e) Quantity I = Quantity II or Relation cannot be established

5) Quantity I: What is the difference between the total number of students in School A and B?

Quantity II: What is the difference between the total number of students in School D and E?

a) Quantity I > Quantity II

b) Quantity I ≥ Quantity II

c) Quantity II > Quantity I

d) Quantity II ≥ Quantity I

e) Quantity I = Quantity II or Relation cannot be established

Directions (6 – 10): The questions below are based on the given Series-I. The series-I satisfy a certain pattern, follow the same pattern in Series-II and answer the questions given below.

6)

I. 8, 4, 6, 15, 52.5

II. 12 …. 78.75. If 78.75 is the nth term, then find the value of n?

a) 6

b) 4

c) 5

d) 7

e) 8

7)

I. 29, 59, 178, 891, 6238

II. 46 ….. 9808. If 9808 is the nth term, then find the value of n?

a) 6

b) 5

c) 7

d) 8

e) 9

8)

I. 45, 92, 372, 2984, 47760

II. 2.5 ….. 135712. If 135712 is the nth term, then find the value of n?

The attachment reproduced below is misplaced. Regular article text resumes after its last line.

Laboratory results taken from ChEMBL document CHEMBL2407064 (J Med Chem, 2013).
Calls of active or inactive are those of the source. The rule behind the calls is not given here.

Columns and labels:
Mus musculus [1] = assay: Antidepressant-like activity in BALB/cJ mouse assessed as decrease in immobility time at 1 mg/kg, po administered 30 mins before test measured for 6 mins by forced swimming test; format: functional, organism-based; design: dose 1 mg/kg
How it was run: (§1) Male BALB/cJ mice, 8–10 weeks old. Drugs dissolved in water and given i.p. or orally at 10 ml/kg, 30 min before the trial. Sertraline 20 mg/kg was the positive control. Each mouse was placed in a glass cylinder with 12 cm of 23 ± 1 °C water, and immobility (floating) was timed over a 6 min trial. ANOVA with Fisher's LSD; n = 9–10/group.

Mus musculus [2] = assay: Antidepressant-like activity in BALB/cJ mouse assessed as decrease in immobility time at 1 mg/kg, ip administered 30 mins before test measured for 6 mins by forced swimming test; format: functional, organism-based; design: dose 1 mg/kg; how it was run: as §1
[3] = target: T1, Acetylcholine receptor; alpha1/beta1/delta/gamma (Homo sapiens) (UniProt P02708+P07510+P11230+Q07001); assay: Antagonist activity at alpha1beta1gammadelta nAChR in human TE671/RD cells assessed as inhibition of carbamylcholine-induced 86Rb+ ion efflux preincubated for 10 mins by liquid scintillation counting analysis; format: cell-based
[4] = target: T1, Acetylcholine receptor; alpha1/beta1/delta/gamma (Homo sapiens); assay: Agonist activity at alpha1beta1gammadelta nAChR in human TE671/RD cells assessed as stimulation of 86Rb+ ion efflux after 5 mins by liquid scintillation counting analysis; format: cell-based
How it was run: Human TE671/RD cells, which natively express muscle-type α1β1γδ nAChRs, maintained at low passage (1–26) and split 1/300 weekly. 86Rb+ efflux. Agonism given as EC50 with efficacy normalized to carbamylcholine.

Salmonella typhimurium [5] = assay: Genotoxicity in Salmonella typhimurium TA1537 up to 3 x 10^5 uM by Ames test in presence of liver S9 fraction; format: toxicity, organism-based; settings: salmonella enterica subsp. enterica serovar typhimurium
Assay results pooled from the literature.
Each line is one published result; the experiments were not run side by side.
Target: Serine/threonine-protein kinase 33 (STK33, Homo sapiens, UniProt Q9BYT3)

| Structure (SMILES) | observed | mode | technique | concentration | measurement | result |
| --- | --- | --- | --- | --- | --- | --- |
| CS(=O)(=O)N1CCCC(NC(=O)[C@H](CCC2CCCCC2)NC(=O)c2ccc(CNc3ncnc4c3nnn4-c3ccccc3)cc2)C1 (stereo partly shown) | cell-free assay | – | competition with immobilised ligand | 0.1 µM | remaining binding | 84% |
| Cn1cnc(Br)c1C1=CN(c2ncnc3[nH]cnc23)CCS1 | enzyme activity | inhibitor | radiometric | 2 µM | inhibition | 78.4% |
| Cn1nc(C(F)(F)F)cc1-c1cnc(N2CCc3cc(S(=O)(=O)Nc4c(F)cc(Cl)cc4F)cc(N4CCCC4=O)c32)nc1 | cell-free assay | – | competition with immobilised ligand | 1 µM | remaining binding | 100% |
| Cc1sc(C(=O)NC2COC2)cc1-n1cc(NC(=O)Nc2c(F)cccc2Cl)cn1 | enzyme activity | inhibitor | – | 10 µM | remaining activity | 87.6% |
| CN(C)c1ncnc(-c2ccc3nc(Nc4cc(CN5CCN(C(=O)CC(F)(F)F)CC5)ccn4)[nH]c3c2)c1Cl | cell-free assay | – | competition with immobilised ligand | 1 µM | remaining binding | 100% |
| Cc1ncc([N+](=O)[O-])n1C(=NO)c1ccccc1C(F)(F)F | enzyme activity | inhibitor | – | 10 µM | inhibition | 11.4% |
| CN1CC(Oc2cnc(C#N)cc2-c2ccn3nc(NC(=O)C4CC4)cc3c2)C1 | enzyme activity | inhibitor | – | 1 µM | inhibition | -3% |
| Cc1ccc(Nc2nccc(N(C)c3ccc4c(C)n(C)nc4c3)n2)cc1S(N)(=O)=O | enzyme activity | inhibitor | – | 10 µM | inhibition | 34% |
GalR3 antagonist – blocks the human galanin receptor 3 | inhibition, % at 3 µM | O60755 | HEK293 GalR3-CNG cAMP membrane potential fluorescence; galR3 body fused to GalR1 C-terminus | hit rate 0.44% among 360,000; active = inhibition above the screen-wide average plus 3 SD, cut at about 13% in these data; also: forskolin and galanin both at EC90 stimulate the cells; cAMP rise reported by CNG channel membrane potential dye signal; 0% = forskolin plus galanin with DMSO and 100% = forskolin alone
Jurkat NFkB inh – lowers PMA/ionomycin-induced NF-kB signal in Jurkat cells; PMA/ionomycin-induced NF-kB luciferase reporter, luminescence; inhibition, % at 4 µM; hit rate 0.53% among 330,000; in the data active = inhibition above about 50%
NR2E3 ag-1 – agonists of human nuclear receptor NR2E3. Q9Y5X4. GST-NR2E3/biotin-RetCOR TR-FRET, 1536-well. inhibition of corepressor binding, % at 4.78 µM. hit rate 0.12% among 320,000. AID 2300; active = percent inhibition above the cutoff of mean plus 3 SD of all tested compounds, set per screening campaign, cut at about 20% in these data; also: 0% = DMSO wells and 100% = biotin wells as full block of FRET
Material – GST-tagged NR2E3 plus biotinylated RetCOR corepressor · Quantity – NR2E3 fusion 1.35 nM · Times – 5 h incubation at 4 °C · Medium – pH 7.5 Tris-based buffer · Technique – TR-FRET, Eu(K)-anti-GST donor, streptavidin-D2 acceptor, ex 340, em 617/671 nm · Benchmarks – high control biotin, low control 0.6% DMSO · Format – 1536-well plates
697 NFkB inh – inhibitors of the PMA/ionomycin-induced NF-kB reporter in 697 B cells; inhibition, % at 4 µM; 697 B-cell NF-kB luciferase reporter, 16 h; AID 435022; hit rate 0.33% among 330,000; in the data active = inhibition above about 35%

a) 9

b) 8

c) 7

d) 6

e) 11

9)

I. 11, 12, 26, 108, 872, 13968

II. 4 …… 217632. If 217632 is the nth term, then what value should come in the place of (n-1)th term?

a) 5016

b) 4820

c) 2560

d) 4520

e) 6800

10)

I. 1024, 1267, 1348, 1510, 1564, 1672, 1708

II. 961 ….. 1717. If 1717 is nth term, then what value should come in the place of (n – 2)th term?

a) 1339

b) 1559

c) 1609

d) 1753

e) 1497

Directions (1 – 5):

Total number of students=1200

Girls + Boys = 1200 —> (1)

Boys is 200 less than girls,

Girls – Boys = 200 —> (2)

So the number of boys =500

The number of girls=700

Number of Boys in school A = (1/8)*1200 = 150

Number of boys in school B = (10/100)*1200 = 120

Number of boys in school E = 150 – 120 = 30

Number of girls in school E = (1/1)*30 = 30

Total number of students in school E = 30+30 = 60

Number of boys in school C = (3/2)*120 = 180

Number of boys in school D = 500 – 150 – 120 – 30 – 180 = 20

Number of girls in school C = (20/100)*700 = 140

Total number of students in School C = 140 + 180 = 320

Total number of students in School B = (15/100)*1200 = 180

Number of girls in school B = 180 – 120 = 60

Number of students in A and D = 1200 – (180 + 320 + 60) = 640

Total number of students in School A=150/100 school D

D + (150/100)*D=640

D + (3/2)*D=640

5D = 640*2

Number of students in school D=256

Number of students in school A = 640 – 256 = 384

Number of girls in school A = 384 – 150 = 234

Number of girls in School D = 256 – 20 = 236 Highest number of girls in school D, the total number students in school D=256